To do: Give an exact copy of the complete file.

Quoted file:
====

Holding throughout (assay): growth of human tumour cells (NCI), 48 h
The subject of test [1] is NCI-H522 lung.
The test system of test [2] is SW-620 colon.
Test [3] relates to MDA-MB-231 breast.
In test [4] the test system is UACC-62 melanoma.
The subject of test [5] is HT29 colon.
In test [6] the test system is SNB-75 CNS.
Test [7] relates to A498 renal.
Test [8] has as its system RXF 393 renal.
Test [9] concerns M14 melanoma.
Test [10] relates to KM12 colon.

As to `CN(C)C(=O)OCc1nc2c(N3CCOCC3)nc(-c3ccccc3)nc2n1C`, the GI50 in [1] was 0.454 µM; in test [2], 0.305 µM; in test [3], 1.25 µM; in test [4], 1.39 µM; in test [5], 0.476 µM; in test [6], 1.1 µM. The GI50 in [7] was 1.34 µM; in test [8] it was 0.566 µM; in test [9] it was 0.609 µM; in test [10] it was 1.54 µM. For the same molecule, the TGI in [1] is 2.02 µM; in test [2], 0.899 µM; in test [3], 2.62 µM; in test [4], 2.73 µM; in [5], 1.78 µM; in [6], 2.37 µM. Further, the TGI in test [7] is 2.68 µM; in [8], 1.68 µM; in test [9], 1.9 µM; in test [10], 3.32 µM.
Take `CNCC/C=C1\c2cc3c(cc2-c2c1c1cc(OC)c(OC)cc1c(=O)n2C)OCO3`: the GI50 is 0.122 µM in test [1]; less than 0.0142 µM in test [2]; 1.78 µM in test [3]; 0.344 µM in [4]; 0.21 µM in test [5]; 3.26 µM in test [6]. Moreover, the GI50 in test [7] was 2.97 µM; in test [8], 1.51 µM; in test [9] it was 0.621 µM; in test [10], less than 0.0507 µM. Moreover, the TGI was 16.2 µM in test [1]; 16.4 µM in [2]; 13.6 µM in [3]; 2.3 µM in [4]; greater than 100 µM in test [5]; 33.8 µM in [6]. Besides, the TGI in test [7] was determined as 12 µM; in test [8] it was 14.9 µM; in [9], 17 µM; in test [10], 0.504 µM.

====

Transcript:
Holding throughout (assay): growth of human tumour cells (NCI), 48 h
The subject of test [1] is NCI-H522 lung.
The test system of test [2] is SW-620 colon.
Test [3] relates to MDA-MB-231 breast.
In test [4] the test system is UACC-62 melanoma.
The subject of test [5] is HT29 colon.
In test [6] the test system is SNB-75 CNS.
Test [7] relates to A498 renal.
Test [8] has as its system RXF 393 renal.
Test [9] concerns M14 melanoma.
Test [10] relates to KM12 colon.

As to `CN(C)C(=O)OCc1nc2c(N3CCOCC3)nc(-c3ccccc3)nc2n1C`, the GI50 in [1] was 0.454 µM; in test [2], 0.305 µM; in test [3], 1.25 µM; in test [4], 1.39 µM; in test [5], 0.476 µM; in test [6], 1.1 µM. The GI50 in [7] was 1.34 µM; in test [8] it was 0.566 µM; in test [9] it was 0.609 µM; in test [10] it was 1.54 µM. For the same molecule, the TGI in [1] is 2.02 µM; in test [2], 0.899 µM; in test [3], 2.62 µM; in test [4], 2.73 µM; in [5], 1.78 µM; in [6], 2.37 µM. Further, the TGI in test [7] is 2.68 µM; in [8], 1.68 µM; in test [9], 1.9 µM; in test [10], 3.32 µM.
Take `CNCC/C=C1\c2cc3c(cc2-c2c1c1cc(OC)c(OC)cc1c(=O)n2C)OCO3`: the GI50 is 0.122 µM in test [1]; less than 0.0142 µM in test [2]; 1.78 µM in test [3]; 0.344 µM in [4]; 0.21 µM in test [5]; 3.26 µM in test [6]. Moreover, the GI50 in test [7] was 2.97 µM; in test [8], 1.51 µM; in test [9] it was 0.621 µM; in test [10], less than 0.0507 µM. Moreover, the TGI was 16.2 µM in test [1]; 16.4 µM in [2]; 13.6 µM in [3]; 2.3 µM in [4]; greater than 100 µM in test [5]; 33.8 µM in [6]. Besides, the TGI in test [7] was determined as 12 µM; in test [8] it was 14.9 µM; in [9], 17 µM; in test [10], 0.504 µM.